If you have excessive consumer debt and are considering filing for protection, it's essential you understand your options. Filing bankruptcy requires a lot more deliberation than just acknowledging you’re drowning in credit card debt.
One of the most significant decisions is whether to file for Chapter 7 or Chapter 13. Both types of bankruptcy remain on your credit history for 10 years, but they can each have a unique effect on your financial health (or lack there of). In simple terms, “under Chapter 7 your assets are sold to pay off your debts and the remaining debt is discharged,” says Michael Eisenberg, spokesperson for the American Institute of Certified Public Accountants. In other words your slate is wiped clean. “Under Chapter 13, you’re not required to sell assets, but you can rearrange your debt based on your income and pay it off in three to five years.” Meaning less debt is forgiven, but that you also get to keep more of your stuff.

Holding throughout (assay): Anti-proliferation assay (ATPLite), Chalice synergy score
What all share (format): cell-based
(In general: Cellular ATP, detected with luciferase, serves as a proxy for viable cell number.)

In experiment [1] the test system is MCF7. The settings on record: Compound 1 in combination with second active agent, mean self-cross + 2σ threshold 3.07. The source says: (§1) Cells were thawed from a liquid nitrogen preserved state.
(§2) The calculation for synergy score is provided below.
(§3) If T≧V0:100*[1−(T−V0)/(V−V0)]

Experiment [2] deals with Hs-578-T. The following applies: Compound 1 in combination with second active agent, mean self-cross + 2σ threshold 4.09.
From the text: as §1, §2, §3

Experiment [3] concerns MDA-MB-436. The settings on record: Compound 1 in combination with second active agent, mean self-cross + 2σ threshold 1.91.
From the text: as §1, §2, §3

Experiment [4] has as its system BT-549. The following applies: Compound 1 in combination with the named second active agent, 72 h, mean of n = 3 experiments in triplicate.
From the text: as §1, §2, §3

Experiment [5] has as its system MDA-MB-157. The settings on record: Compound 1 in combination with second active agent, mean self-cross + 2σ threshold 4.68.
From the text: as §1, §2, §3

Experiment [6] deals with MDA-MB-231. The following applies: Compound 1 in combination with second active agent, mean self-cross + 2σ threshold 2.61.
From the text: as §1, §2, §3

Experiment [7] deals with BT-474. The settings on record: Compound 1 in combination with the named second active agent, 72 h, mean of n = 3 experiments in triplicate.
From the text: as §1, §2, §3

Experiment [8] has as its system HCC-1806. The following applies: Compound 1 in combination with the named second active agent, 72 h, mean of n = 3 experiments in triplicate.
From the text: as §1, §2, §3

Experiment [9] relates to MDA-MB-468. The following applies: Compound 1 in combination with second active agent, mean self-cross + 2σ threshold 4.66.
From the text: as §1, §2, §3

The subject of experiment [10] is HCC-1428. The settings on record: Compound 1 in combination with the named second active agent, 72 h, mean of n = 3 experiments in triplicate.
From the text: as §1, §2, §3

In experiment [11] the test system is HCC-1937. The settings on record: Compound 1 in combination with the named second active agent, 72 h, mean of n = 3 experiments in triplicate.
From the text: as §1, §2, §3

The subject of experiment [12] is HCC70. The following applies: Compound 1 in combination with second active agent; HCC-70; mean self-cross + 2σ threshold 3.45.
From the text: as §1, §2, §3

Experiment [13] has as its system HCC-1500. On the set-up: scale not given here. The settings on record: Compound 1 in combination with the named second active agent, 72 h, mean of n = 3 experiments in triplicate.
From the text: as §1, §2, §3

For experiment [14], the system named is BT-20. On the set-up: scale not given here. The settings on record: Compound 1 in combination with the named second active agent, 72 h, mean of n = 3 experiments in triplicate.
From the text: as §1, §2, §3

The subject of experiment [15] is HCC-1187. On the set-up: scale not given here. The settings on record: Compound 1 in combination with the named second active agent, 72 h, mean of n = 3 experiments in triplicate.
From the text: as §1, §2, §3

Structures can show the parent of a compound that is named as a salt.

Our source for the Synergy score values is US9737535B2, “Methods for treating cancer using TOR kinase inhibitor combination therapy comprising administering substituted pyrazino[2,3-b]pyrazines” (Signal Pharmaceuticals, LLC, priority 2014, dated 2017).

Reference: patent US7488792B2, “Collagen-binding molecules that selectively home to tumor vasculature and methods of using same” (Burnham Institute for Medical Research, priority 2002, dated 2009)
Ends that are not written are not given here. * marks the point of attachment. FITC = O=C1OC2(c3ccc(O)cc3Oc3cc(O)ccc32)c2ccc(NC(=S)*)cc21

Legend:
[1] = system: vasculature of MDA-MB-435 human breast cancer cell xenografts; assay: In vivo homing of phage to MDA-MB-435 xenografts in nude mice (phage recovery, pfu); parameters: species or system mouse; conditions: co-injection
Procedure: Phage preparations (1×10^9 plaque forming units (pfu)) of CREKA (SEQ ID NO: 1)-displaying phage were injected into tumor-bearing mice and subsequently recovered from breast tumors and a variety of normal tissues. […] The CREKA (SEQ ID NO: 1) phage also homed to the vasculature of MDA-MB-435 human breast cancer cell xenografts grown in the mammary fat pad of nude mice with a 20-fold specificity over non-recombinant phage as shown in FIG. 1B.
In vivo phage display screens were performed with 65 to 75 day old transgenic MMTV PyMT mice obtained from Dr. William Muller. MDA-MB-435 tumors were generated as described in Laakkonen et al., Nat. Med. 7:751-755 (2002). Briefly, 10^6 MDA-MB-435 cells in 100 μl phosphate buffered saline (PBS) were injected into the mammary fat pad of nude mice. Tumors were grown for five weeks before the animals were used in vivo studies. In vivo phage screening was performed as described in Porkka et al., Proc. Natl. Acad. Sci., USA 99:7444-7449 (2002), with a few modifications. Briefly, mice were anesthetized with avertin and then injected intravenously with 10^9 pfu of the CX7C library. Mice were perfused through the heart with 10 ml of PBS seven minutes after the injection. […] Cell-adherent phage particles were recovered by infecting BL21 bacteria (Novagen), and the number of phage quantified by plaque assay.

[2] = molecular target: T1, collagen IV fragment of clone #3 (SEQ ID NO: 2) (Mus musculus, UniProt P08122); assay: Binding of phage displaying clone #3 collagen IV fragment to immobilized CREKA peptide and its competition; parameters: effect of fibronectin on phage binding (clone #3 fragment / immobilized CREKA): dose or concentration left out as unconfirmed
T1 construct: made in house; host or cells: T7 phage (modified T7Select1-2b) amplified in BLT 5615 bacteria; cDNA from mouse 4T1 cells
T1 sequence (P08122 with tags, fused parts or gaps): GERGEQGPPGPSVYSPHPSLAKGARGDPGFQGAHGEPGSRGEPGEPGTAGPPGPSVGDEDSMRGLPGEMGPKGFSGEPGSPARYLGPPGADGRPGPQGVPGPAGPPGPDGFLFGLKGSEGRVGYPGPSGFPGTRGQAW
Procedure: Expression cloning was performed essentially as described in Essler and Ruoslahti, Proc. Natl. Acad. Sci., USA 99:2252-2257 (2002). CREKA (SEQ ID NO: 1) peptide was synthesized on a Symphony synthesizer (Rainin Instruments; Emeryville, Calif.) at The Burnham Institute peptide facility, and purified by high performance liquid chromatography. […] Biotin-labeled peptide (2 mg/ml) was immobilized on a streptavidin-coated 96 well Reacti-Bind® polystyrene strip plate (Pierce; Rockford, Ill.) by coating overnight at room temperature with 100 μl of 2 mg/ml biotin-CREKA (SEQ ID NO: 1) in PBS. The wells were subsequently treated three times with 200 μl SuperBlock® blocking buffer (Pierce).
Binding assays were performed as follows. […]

Reorganizing your debt under Chapter 13 can be extremely effective in dealing with debts that won’t be handled under Chapter 7, says bankruptcy attorney Leon Bayer, a partner at Bayer, Wishman & Leotta based in Los Angeles. Tax debt, for example, isn’t relieved through Chapter 7. It can also help someone who might have significant debt, but can also afford day to day expenses. For example, say a person loses his job and falls behind on mortgage payments. Even if he finds new employment, if delinquent mortgage payments aren’t repaid, the bank will foreclose. “Filing of Chapter 13 will stop the foreclosure and put a homeowner back on a payment schedule that requires paying regular payments again to prevent getting further behind,” says Bayer. “Each month you pay something extra to catch back up again. You’ll walk gradually forward to get yourself out of this.”